Major Currencies vs. US Dollar
(% change week-to-date)
- Euro, British Pound Shedding Correlations with Risk Sentiment Trends
- Japanese Yen Continues to Find Direction in Link with US Treasury Yields
- Australian Dollar Underperforms Commodity Bloc on RBA Rate Cut Bets
- Sharp Volatility Likely as US Jobs Data, ISM Report Share Release Day
The performance of major currencies against the US Dollar so far this week reflects a curious divergence. European currencies have clearly underperformed even as their correlations with market-wide risk appetite trends (as tracked by the MSCI World Stock Index) have unraveled while relationships with benchmark bond yields have firmed. This suggests that in the absence of fresh news on the Eurozone structural integrity front at least until Greece holds a repeat general election in mid-June, the focus has shifted to slumping growth concerns and their implications for monetary policy.
Meanwhile, overtly sentiment-driven commodity bloc currencies have managed to find support, with the Canadian and New Zealand Dollars managing a recovery after four consecutive weeks of selling. Although swelling near-term RBA interest rate cut expectations have kept the Australian Dollar relatively capped, the currency has equally managed to stave off deeper losses. While a clear improvement in the sentiment landscape has clearly not materialized with familiar headwinds to global financial health and economic growth still very much in place, the situation has likewise managed to avert materially deeper deterioration, opening the door for profit-taking.
The Japanese Yen has continued to stand somewhat removed from purely regional or risk-driven considerations, relying instead on its long-standing correlation with US Treasury yields to drive price action. Not surprisingly, this has allowed the currency to outperform against the greenback as capital fleeing from turmoil in the Eurozone poured into the stand-by refuge of US government debt. This drove prices higher while pushing yields toward record lows, weighing on USDJPY in the process.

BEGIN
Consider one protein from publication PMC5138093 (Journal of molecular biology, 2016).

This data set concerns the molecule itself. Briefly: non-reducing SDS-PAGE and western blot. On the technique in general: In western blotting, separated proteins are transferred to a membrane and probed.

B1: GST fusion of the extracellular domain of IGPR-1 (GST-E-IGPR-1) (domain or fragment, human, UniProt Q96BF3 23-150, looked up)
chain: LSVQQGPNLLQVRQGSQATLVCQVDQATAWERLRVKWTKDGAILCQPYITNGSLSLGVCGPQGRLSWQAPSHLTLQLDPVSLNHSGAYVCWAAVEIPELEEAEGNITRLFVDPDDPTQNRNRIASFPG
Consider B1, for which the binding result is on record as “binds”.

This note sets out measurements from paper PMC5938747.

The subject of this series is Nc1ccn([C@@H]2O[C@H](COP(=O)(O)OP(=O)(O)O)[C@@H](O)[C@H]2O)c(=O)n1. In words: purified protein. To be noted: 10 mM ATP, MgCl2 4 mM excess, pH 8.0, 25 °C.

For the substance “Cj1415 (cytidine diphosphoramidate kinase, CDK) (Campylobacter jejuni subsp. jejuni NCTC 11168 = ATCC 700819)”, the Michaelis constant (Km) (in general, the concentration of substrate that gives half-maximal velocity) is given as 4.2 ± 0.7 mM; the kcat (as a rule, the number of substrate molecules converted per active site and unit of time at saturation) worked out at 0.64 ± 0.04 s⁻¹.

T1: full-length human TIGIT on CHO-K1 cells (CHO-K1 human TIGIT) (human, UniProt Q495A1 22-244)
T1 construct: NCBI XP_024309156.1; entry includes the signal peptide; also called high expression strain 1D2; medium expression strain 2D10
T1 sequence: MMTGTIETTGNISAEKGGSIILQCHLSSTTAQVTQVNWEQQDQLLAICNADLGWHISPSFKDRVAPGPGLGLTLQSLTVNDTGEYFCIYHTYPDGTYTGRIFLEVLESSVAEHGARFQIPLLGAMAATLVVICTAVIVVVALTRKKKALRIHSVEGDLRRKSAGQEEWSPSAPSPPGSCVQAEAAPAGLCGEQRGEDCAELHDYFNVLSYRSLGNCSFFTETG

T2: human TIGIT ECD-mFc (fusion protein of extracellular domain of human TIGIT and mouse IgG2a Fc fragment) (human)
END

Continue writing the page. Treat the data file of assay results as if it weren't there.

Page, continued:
Looking ahead, this makes for a nuanced outlook for the days ahead as the spotlight shifts to the hefty batch of US economic data lining up at the close of the trading week. The closely-watched US Employment report is expected to show the world’s top economy is expected to add 150,000 jobs in May to mark a bit of an improvement after the six-month low of 115,000 recorded in April. In a rare scheduling change, the likewise market-moving ISM Manufacturing gauge will be released on the same day, though forecasts here point to a softer print.
Besides almost certainly making for a sharp pickup in volatility, the pair of stacked reports will help establish near-term expectations for the likelihood that a firmer recovery in the US will at least to some extent offset downward pressure to global output from the slump in Europe and slowdown in Asia. A broadly supportive outing stands to boost risk appetite and help perpetuate the recovery in stocks-linked currencies. Such an outcome may also boost USDJPY as Fed QE3 expectations fade given a rosier outlook for US growth. Needless to say, a broadly negative data mix is likely to produce the opposite results. Critically however, the likes of the Euro and the British Pound may not participate even in the event that risk sentiment recovers.
NEW ZEALAND DOLLAR
--- Written by Ilya Spivak, Currency Strategist for Dailyfx.com
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